Democratic and Republican Congressional leaders and representatives of the Trump administration have been trying to come up with an agreement on another round of Covid-19 relief for the country.
So far, there is no deal.
The House of Representatives has already passed their version. It is a Democratic bill that served as a vehicle for hundreds of millions of dollars in spending unrelated to the pandemic.
Privately, even some House Democrats complained about some of the add-ons, like the taxpayer-funded diversity studies of the legal pot industry and a revision in tax code that would benefit the highest earners.
The Senate Republican plan is a more manageable $1 trillion. No doubt Republicans have tucked a few of their side projects into the bill, but any excess is far more manageable than the House bill.
The problem is that Republicans are not united. An estimated 20 Republican Senators do not think there should be any additional pandemic relief. Also, President Trump and Senate Republican leaders do not seem to be on the same page.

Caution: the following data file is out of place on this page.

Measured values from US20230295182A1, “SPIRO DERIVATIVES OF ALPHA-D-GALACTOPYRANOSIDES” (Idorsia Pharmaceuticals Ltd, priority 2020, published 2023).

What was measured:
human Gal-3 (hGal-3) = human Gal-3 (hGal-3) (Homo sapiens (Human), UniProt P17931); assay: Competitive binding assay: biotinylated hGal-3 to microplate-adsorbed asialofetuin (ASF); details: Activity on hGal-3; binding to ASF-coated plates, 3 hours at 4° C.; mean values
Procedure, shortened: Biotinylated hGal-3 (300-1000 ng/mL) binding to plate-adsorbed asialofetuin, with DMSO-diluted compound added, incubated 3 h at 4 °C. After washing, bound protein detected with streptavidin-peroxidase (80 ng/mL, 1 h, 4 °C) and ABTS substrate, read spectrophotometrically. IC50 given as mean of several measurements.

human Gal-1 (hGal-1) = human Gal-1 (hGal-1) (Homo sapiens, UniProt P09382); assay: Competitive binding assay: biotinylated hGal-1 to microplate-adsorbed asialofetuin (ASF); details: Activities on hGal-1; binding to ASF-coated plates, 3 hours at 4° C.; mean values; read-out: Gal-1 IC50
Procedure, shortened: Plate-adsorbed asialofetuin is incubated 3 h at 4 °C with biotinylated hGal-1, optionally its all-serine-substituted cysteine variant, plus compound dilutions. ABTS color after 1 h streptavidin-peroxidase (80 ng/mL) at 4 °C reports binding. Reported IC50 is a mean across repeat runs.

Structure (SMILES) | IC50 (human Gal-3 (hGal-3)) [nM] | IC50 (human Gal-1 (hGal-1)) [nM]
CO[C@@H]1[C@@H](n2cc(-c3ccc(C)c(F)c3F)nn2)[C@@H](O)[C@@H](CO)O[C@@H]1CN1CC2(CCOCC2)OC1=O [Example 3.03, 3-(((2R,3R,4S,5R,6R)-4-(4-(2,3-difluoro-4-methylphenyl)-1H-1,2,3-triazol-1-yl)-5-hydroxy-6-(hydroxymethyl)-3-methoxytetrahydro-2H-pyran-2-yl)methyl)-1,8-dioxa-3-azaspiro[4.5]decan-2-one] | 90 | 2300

Senate Republicans who do not want to add another dollar for pandemic relief may argue they are trying to hold the line on federal spending. The national debt is a legitimate concern, but so are the immediate state of the economy and the millions of people who have been sidelined.
The pandemic is not going away and without additional help, the economic damage will be permanent.
The Republican disunity gives Democrats the negotiating advantage. However, it is doubtful that the restaurant worker who has lost her job or the dry cleaner who is having trouble paying his utility bills cares much now about politics.
The extra $600 a week unemployment benefit for 250,000 West Virginians and more than 30 million Americans ran out last week. Small businesses that obtained the paycheck protection program loans to keep workers on the payroll and pay their bills are running out of money.
Front line health workers have stepped up, and will have to continue going above and beyond, as the country fights back against the virus. Governors, local leaders, and health experts have repeatedly called on Americans to follow best practices, and most Americans have listened.
Now Congress needs to hear the voices of their constituents. The most important thing is not the next election; it is what’s happening right now across the country.
For the good of the nation, they need to find a reasonable compromise and do it quickly.